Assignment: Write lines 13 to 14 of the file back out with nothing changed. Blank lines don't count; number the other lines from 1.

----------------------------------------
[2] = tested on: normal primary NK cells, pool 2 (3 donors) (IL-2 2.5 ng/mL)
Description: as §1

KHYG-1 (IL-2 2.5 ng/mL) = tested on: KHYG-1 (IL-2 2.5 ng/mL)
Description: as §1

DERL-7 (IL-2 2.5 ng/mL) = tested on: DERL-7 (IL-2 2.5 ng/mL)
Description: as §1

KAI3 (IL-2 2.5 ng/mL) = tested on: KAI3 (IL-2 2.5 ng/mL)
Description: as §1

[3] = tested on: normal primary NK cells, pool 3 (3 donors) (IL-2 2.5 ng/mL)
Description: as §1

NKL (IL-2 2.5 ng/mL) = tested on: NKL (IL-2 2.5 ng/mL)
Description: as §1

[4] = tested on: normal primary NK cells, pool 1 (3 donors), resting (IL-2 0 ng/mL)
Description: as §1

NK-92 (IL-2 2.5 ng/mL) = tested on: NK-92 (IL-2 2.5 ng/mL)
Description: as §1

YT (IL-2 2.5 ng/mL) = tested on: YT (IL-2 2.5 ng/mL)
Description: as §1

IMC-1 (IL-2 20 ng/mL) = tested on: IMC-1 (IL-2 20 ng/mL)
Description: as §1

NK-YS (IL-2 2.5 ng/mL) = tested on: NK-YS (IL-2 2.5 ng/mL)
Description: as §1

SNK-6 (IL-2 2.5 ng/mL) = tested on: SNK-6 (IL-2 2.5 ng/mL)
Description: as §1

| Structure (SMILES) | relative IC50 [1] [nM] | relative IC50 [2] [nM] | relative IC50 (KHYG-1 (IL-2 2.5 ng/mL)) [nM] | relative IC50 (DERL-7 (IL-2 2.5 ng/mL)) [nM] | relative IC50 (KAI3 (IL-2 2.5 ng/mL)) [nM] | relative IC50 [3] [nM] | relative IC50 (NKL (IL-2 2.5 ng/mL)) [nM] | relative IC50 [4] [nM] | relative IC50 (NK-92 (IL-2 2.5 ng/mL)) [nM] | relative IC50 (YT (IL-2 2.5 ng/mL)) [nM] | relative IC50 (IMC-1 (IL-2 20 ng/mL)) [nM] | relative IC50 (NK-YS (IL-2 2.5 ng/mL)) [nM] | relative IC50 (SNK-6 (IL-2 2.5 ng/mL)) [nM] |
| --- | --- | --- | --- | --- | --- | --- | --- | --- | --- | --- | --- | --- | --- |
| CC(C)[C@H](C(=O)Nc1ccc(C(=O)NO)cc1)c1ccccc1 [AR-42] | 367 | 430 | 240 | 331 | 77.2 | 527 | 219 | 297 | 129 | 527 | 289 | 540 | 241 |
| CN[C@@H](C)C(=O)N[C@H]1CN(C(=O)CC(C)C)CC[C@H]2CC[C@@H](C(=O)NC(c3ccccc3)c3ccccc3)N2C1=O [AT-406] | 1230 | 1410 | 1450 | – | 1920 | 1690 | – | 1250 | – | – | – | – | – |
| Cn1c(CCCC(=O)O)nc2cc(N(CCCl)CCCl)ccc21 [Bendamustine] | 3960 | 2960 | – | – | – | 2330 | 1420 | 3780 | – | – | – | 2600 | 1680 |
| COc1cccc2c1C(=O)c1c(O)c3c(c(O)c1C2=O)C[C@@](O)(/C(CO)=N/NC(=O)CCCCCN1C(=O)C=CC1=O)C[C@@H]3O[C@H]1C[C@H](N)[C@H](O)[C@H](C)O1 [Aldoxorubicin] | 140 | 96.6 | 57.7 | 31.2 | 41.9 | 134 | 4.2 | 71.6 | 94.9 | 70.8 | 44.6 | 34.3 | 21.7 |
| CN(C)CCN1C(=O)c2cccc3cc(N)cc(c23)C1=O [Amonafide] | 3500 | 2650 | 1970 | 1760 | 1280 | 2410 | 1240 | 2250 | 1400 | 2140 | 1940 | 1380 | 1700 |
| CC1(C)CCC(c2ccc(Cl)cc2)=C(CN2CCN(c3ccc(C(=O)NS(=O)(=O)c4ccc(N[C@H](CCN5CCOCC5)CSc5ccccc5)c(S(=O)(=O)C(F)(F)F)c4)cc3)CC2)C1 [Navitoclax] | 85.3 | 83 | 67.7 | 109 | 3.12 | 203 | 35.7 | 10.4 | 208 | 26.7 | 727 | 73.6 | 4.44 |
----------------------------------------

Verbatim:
[4] = tested on: normal primary NK cells, pool 1 (3 donors), resting (IL-2 0 ng/mL)
Description: as §1